China 'Cyber Monday' sales smash record

November 11, 2013: 9:06 PM ET
china cyber monday
Sites like Alibaba's Tmall.com get millions of visitors a minute at the start of the annual online shopping frenzy.
HONG KONG (CNNMoney)

Chinese bargain-hunters spent a record amount with Internet retailers Monday, smashing last year's tally for the country's busiest online shopping day by early afternoon.

What began as a holiday for singles has morphed into an online retail frenzy that dwarfs Cyber Monday, the day after the Thanksgiving weekend when Americans rush to snap up bargains at the start of the Christmas shopping season.

Sales on Tmall.com, China's version of Amazon (AMZN), run by Alibaba, reached $164 million in the first few minutes of the day. By the end of the day, sales on Alibaba's shopping sites clocked in at $5.7 billion -- nearly double last year's total of $3.1 billion.

"On this day, the prices are much lower," said Zoe Zhang, an expectant mother in southwest China, who filled up her shopping cart days ago with baby staples like diapers.

Created as a response to Valentine's Day, the holiday falls on Nov. 11 or 11/11, representing four singles. Gifts are often exchanged among single people, but the day has grown into the country's biggest annual e-commerce bonanza.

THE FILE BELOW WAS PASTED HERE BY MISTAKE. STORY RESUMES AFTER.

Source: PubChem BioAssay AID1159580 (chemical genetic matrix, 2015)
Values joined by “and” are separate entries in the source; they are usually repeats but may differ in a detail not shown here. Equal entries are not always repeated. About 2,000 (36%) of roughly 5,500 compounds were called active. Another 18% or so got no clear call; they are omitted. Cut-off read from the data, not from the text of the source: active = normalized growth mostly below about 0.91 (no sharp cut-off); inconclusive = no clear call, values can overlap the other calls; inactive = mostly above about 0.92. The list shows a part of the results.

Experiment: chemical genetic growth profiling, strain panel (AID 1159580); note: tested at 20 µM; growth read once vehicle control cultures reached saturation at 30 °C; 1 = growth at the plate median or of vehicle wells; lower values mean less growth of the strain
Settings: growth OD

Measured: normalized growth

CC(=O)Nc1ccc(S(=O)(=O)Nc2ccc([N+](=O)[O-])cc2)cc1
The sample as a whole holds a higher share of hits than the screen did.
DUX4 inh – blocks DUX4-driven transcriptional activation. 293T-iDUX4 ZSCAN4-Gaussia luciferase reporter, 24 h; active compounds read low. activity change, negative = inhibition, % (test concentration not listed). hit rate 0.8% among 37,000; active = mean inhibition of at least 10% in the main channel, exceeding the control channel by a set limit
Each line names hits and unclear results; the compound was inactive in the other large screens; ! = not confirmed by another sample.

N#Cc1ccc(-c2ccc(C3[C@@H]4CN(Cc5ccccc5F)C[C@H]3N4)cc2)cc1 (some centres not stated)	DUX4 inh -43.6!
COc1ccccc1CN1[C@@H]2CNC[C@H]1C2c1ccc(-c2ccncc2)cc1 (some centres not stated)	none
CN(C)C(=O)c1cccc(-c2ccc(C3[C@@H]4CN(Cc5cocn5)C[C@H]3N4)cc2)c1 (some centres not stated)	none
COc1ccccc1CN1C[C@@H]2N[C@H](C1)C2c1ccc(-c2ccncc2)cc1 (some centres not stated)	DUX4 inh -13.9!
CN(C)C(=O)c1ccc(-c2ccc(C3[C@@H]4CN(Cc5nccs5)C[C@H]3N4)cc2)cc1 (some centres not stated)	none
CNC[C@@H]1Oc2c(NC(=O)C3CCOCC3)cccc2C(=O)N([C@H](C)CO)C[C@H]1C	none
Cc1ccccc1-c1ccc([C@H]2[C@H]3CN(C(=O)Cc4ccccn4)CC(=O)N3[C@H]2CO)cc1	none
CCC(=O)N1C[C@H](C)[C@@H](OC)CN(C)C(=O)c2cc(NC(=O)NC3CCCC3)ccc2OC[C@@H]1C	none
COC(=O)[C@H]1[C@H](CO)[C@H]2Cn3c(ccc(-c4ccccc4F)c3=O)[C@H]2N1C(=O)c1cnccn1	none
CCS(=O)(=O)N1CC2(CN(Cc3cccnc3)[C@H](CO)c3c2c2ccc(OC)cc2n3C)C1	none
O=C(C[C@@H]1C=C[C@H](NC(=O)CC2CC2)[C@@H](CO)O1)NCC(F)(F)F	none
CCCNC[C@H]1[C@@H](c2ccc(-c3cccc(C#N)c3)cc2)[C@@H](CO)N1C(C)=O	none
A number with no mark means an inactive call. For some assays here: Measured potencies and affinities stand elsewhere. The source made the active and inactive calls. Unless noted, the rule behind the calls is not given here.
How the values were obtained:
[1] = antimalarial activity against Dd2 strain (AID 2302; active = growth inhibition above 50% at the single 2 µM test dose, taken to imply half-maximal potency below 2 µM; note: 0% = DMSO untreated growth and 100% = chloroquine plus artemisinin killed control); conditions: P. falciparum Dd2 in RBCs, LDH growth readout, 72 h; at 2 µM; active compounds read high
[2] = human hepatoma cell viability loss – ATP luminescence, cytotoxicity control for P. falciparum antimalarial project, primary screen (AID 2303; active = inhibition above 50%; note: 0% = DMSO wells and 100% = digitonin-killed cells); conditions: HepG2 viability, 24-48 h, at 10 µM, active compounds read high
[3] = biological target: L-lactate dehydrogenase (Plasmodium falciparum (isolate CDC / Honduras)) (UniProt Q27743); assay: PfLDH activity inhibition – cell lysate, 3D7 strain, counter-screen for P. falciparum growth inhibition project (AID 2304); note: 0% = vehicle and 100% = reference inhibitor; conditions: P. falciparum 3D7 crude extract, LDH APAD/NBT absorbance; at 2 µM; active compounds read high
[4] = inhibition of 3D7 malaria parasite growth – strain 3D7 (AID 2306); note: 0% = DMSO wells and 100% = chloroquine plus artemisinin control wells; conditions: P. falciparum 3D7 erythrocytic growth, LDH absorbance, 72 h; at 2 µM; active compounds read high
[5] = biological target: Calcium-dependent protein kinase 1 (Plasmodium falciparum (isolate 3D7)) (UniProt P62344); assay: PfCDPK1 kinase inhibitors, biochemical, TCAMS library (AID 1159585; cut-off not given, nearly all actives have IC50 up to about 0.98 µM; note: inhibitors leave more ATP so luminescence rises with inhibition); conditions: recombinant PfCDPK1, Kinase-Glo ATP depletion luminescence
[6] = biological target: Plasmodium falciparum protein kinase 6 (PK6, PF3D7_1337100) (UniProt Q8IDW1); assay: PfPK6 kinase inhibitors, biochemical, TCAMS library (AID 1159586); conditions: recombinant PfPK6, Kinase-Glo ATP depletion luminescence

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Retailers have slashed prices to woo customers, and sales this year were expected to be bigger than ever, said Barclays analyst Alicia Yap prior to the Nov. 11 holiday.

Consumers on Alibaba's sites were offered discounts on thousands of brands including Microsoft (MSFT), Gap (GPS) and Clarins, while competitor Tencent (TCEHY)'s 51buy.com was offering promotions on products from Apple (AAPL), Samsung (SSNLF), Sony (SNE) and more.

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Shoppers can buy just about anything they like, including lemon juicers, baby swings, champagne, ski gear, or even BMW (BAMXY) cars.

China's Cyber Monday reflects the rapid growth in the country's online shopping market, which McKinsey estimates will be worth more than $650 billion by 2020.

A growing number of China's 1.3 billion consumers are paying ever fewer visits to brick-and-mortar stores. Zhang said she now makes 90% of all her purchases online -- anything from blouses to mattresses and lamps.

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One of the biggest headaches for Chinese e-sellers is how to manage logistics to meet the demand surge.

Some customers, like Beijing teacher Ice Zhang, have become less jazzed about the big shopping day after experiencing poor service and shipping delays in previous years.

To meet this year's expected spike, Alibaba said it has built or renovated more than 150 distribution centers, and prepped 20,000 computer servers to handle peak shopping traffic. During the first minute of Nov. 11 last year, 10 million people visited Alibaba's Tmall.com.

--CNN's Yuli Yang contributed reporting

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